This is indeed an issue of concern, as is the fact that Yeats appears to be reacting to the politically outspoken Maud Gonne, his muse, who had rejected his marriage proposal a couple of years earlier. “Choked with hate,” “assault and battery of the wind,” “intellectual hatred,” “opinionated mind,” and “old bellows full of angry wind” are all barbs directed at Gonne:
My mind, because the minds that I have loved,
The sort of beauty that I have approved,
Prosper but little, has dried up of late,
Yet knows that to be choked with hate
May well be of all evil chances chief.
If there’s no hatred in a mind
Assault and battery of the wind
Can never tear the linnet from the leaf.
An intellectual hatred is the worst,
So let her think opinions are accursed.
Have I not seen the loveliest woman born
Out of the mouth of Plenty’s horn,
Because of her opinionated mind
Barter that horn and every good
By quiet natures understood
For an old bellows full of angry wind?
So I am sympathetic with Oates’s criticism, just as, in 1973, I was sympathetic (or thought I was) with the angry feminists who were finding themselves. Or maybe I just told myself I was sympathetic. Maybe I turned to this poem for our wedding invitation because I was secretly signaling to Julia that I wanted a traditional marriage with her as a traditional wife–even though I had no house, ceremonious or otherwise, to bring her to. (A few years later we would pool our savings and buy one.):
Considering that, all hatred driven hence,
The soul recovers radical innocence
And learns at last that it is self-delighting,
And that its own sweet will is Heaven’s will;
She can, though every face should scowl
And every windy quarter howl
Or every bellows burst, be happy still.
And may her bridegroom bring her to a house
Where all’s accustomed, ceremonious;
For arrogance and hatred are the wares
Peddled in the thoroughfares.
How but in custom and in ceremony
Are innocence and beauty born?
Ceremony’s a name for the rich horn,
And custom for the spreading laurel tree.
Upon reflection, I plead partially guilty of Yeats’s sexism. But deeper than the poem’s sexual politics, I think, is its vision of a tree filled with music, merriment, and happiness. I came of age at a time (the early 1970s) when my country expected me to fight in what I regarded as a pointless and unjust war and with a president who was willing to break any law to get his way. I was therefore cynical about all institutions, including marriage. If I was going to undergo a ceremony in which I committed myself thoroughly to another human being, then I had to know that marriage opened a door to depth and beauty. Otherwise, it was nothing more than a set of meaningless words and actions.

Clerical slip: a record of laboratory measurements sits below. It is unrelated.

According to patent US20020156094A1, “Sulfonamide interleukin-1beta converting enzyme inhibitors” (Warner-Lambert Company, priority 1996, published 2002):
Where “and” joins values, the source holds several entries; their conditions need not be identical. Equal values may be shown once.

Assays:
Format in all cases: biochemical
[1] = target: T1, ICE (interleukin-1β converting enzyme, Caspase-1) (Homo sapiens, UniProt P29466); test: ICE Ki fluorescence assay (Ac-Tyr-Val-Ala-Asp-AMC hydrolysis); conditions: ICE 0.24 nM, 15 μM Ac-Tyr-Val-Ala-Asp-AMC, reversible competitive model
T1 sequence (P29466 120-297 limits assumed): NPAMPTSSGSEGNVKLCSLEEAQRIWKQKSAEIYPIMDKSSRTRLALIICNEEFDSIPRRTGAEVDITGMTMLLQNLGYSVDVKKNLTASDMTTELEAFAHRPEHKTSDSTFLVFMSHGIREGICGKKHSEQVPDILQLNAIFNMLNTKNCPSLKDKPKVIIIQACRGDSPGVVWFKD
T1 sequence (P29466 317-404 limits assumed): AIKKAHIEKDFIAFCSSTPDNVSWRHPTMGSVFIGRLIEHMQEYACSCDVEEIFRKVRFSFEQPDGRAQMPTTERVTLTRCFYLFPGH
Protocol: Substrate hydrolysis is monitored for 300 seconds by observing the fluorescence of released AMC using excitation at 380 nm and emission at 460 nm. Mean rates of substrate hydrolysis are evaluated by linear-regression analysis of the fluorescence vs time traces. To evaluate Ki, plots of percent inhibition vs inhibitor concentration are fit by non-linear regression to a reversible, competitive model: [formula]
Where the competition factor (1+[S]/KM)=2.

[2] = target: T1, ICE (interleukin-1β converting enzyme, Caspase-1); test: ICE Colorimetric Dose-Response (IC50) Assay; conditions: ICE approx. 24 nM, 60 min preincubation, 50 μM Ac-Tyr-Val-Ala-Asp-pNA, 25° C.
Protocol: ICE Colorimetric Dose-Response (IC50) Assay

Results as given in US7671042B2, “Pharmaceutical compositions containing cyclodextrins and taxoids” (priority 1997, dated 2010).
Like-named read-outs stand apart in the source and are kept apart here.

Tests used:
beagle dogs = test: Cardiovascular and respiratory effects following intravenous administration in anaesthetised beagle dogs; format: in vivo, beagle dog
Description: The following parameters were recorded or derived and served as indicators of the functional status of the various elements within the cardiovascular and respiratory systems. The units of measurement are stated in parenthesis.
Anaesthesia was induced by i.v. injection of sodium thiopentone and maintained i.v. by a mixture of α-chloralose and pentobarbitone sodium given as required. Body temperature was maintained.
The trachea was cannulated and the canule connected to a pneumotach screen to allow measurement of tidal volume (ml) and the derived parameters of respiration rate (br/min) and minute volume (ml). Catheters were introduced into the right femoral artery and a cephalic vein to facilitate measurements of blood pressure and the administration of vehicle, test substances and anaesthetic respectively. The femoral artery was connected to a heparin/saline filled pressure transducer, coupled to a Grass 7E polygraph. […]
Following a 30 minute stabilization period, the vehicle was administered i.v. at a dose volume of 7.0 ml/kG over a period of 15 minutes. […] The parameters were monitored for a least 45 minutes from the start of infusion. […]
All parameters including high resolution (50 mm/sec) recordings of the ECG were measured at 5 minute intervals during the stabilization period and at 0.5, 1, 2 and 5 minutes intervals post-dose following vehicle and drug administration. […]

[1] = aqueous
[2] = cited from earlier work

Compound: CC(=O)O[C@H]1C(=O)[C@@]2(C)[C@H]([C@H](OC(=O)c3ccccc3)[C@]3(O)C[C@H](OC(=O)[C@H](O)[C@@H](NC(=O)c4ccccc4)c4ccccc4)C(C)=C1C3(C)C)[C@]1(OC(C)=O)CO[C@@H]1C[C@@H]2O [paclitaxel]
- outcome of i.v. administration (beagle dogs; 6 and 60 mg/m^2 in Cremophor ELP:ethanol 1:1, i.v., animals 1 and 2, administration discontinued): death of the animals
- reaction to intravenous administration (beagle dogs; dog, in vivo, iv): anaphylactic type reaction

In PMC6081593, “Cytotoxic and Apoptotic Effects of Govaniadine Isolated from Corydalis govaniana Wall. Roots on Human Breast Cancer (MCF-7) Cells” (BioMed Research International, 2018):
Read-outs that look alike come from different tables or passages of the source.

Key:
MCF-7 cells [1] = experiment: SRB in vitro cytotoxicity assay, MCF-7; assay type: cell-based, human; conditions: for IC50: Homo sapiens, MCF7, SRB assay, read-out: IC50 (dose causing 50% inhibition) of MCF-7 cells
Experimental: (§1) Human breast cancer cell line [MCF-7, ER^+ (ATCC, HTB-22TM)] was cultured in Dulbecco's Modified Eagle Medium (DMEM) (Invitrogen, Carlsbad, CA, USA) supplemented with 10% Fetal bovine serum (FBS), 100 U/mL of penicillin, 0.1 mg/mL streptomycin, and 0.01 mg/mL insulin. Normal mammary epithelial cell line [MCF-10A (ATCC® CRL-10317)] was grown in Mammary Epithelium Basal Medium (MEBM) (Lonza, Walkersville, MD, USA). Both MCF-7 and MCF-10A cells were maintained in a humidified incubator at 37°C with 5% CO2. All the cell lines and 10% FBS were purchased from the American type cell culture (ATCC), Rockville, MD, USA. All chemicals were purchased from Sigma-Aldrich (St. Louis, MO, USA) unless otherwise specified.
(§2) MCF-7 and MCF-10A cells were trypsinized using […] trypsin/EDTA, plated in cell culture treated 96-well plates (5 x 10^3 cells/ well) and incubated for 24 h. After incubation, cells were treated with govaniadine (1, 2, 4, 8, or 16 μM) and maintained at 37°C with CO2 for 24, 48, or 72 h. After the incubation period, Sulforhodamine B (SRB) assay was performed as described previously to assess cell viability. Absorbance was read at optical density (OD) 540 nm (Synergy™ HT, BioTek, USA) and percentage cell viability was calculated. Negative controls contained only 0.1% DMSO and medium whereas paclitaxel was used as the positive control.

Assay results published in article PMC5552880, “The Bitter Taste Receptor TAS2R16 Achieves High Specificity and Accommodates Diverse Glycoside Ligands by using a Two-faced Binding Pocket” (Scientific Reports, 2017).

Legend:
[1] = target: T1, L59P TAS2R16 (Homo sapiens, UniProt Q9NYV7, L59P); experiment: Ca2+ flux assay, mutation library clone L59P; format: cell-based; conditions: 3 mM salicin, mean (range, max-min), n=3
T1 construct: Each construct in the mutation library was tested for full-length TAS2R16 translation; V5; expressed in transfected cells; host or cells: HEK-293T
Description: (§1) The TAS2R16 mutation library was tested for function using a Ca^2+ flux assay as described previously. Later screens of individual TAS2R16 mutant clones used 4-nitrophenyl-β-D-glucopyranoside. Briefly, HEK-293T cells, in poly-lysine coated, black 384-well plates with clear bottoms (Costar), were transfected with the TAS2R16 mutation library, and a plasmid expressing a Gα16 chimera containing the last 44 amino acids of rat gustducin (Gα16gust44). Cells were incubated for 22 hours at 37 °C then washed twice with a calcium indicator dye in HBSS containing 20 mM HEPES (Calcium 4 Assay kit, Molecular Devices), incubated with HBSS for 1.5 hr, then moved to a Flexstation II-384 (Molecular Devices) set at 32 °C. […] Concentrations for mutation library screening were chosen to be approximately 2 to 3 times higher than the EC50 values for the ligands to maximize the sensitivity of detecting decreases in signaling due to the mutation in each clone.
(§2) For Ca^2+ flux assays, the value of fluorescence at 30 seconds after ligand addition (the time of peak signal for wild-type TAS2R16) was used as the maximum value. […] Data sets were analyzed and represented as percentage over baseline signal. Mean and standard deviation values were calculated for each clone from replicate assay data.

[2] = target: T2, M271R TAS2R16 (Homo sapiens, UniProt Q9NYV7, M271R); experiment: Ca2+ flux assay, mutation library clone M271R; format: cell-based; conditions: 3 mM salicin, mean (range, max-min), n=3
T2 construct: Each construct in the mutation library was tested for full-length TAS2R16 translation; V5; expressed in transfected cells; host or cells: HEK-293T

Yeats assured me that custom and ceremony gave one to strength to prevent angry winds from tearing one’s inner linnet from the leaf, rooting one in “one dear perpetual place.” Without ritual, the world beats against us like a relentless Atlantic storm and flings us around. “Prayer for My Daughter” pointed to a life of something more, a life of beauty and innocence.
That is what marriage has been for me, a framework in which I have been able to be loving and vulnerable. And as I look at little sleeping Esmé, I see her born into a loving family that has grown out of mine, a rich horn of plenty. I know that one day she will find people presently unknown to us to love in her turn. In her relationships, I have no doubt that she will be a linnet-filled laurel tree, regardless of how the winds blow.
Note on the artist: Christian Krohg’s painting can be found at fineartamerica.com/products/sleeping-child-christian-krohg-poster.html.